Gina Crawford, of Wanaka, rides past Paddock Bay on her way
to second place in the Challenge Wanaka women's race on
Saturday. Photo by Stephen Jaquiery.
Challenge Wanaka would be held a month later than its
traditional race weekend next year, organisers announced
The long-distance triathlon - held for the eighth time in
Wanaka on Saturday - attracted a record number of athletes
and spectators, which race director Victoria Murray-Orr says
is likely to translate into considerable economic benefits
for the resort.
• Slideshow: Challenge Wanaka
The event usually takes place on the third weekend in January
but Ms Murray-Orr said next year it would be held on Sunday,
February 22. After consulting stakeholders and athletes,
organisers made the decision to change,
to give athletes more time with their families over Christmas
and New Year, to gain additional economic benefit in a
quieter tourism season and to take advantage of generally
more settled weather.
''By moving the race to February, we can take advantage of
probably the best weather month in the Southern Alps and give
athletes a more relaxed Christmas,'' she said.
''We're always trying to grow the event to benefit the local
economy and hope to attract even more triathletes from all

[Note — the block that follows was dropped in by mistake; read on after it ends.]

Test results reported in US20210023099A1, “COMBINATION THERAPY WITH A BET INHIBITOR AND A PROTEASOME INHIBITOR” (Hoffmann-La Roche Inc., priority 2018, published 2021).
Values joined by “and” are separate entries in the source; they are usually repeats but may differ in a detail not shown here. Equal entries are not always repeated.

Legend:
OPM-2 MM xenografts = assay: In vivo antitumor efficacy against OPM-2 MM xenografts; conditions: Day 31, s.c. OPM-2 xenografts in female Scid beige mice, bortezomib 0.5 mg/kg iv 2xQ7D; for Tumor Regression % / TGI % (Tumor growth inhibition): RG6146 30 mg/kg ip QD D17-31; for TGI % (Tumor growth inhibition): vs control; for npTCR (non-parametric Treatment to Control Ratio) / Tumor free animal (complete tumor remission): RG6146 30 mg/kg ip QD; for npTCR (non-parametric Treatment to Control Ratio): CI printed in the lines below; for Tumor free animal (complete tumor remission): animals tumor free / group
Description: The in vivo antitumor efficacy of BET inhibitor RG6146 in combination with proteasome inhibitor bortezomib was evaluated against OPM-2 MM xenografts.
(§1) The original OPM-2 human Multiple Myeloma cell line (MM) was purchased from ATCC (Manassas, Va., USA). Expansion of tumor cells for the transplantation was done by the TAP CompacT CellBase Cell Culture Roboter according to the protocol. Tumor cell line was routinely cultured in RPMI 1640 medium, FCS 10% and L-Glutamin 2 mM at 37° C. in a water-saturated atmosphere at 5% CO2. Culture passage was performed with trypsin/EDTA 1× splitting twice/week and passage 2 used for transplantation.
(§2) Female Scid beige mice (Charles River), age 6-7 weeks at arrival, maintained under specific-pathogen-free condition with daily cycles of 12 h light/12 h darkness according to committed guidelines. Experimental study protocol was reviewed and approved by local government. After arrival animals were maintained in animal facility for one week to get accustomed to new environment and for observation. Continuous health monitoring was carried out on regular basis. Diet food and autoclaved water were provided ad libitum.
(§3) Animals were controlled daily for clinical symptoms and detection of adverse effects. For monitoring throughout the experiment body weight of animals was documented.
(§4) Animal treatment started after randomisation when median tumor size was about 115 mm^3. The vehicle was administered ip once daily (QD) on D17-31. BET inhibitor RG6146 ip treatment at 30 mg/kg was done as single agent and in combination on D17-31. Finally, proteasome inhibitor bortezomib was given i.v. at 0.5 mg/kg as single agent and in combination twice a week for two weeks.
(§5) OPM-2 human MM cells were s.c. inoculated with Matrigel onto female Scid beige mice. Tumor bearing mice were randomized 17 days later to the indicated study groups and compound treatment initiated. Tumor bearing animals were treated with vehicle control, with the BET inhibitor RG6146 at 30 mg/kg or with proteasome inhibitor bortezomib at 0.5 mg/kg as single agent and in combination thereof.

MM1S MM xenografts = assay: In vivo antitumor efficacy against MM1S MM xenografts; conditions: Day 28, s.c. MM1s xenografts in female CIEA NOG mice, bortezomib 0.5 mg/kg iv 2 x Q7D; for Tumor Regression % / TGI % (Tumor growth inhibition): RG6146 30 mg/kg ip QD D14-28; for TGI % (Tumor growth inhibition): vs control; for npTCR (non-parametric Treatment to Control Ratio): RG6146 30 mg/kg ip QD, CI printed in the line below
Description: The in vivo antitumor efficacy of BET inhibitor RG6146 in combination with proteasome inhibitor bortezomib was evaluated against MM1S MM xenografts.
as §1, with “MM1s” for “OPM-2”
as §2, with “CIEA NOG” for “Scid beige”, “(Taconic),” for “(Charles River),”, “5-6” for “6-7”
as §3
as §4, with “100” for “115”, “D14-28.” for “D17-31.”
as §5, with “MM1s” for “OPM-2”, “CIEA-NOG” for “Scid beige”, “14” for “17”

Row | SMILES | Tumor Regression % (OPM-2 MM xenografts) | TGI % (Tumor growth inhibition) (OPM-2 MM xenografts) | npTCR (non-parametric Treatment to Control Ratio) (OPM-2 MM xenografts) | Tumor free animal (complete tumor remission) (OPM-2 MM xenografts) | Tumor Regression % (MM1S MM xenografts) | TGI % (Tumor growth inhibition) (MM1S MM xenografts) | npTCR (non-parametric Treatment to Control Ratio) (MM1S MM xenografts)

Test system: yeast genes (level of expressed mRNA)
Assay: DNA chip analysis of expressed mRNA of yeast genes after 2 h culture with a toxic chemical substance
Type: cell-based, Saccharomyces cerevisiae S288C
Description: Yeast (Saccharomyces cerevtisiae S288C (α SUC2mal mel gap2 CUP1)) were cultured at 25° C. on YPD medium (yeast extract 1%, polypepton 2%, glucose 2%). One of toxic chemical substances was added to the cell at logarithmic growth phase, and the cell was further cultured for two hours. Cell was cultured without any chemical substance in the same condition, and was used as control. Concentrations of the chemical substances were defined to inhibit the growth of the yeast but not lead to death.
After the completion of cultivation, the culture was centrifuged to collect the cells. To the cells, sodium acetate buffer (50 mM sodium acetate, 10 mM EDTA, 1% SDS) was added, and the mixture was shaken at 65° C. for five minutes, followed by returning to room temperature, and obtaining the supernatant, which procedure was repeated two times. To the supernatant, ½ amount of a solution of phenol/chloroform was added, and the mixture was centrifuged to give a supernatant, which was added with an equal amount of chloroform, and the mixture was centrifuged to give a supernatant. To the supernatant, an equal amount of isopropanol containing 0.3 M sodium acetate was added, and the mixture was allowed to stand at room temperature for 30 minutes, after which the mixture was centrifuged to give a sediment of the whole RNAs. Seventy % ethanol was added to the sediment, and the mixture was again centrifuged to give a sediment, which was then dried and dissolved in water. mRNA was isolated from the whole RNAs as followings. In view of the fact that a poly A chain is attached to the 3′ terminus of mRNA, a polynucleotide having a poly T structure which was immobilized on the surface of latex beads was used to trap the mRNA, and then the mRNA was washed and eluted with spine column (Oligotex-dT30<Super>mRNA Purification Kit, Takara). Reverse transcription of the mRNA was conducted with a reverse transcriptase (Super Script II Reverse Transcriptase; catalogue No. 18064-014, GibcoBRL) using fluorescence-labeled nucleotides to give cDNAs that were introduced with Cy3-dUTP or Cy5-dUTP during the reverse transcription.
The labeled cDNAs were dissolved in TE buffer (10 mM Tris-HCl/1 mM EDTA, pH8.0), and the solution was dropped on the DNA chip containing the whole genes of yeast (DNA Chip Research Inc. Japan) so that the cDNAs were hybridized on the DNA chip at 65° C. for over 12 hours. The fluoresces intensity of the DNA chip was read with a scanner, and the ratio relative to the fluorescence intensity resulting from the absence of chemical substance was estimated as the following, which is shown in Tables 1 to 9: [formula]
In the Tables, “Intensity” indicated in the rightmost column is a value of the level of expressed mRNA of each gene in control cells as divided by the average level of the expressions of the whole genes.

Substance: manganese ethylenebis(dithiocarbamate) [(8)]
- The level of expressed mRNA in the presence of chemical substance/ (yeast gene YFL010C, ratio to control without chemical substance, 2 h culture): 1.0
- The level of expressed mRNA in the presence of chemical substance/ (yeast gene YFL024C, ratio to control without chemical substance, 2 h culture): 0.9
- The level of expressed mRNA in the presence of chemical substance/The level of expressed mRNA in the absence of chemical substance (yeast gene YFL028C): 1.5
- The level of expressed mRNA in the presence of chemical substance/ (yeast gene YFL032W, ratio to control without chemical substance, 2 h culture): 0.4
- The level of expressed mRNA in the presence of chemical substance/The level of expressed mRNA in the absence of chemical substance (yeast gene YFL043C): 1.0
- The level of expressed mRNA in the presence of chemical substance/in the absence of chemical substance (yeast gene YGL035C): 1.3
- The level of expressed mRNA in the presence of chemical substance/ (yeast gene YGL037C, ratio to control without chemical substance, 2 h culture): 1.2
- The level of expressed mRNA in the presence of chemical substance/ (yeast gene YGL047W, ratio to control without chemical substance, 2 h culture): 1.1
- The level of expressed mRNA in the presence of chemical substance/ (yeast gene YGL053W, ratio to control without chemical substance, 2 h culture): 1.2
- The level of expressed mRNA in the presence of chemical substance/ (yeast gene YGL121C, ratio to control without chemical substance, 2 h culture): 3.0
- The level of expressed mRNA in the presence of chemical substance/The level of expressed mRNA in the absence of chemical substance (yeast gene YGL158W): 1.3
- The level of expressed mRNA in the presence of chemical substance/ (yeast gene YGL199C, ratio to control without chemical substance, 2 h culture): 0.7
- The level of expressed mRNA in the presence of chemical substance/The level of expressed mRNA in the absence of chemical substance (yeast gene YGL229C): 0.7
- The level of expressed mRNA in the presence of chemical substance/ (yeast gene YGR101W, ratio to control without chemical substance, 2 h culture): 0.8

over the world next year for what is increasingly recognised
as a must-do race amongst the sport's global community.''
Moving to a Sunday would still allow satellite events like
the Puzzling World Junior Challenge Wanaka to take place the
day before, as race weekend would no longer lie within school
More than 500 youngsters aged between 6 and 15 raced in this
year's junior triathlon, held on Friday.
While it was too early to provide any formal analysis on the
economic impact of the weekend's event, early indications
were the triathlon's success had been shared by local
businesses, such as motels and backpackers in the town, which
were all booked out, Ms Murray-Orr said.
More than 1500 athletes competed from dawn until after dark
on Saturday, with thousands of supporters cheering them on.
Lakefront bars and restaurants were packed. An
independently-audited athlete survey of the 2012 Challenge
Wanaka event indicated it brought at least $6.3 million worth
of direct economic benefit to the region.